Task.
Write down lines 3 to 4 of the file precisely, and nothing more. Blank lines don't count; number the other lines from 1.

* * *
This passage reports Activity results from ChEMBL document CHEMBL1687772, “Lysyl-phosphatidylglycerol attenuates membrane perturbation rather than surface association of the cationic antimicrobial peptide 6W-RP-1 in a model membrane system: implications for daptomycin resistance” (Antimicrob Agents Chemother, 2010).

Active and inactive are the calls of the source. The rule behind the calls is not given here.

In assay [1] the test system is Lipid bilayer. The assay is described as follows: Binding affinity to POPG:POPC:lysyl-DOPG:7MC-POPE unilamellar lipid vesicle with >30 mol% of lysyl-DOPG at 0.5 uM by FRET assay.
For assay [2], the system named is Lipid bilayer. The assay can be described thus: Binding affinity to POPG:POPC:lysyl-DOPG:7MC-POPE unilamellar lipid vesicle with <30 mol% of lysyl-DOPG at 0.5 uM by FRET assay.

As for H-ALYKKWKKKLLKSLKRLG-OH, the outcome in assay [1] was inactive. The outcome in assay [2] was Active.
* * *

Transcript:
In assay [1] the test system is Lipid bilayer. The assay is described as follows: Binding affinity to POPG:POPC:lysyl-DOPG:7MC-POPE unilamellar lipid vesicle with >30 mol% of lysyl-DOPG at 0.5 uM by FRET assay.
For assay [2], the system named is Lipid bilayer. The assay can be described thus: Binding affinity to POPG:POPC:lysyl-DOPG:7MC-POPE unilamellar lipid vesicle with <30 mol% of lysyl-DOPG at 0.5 uM by FRET assay.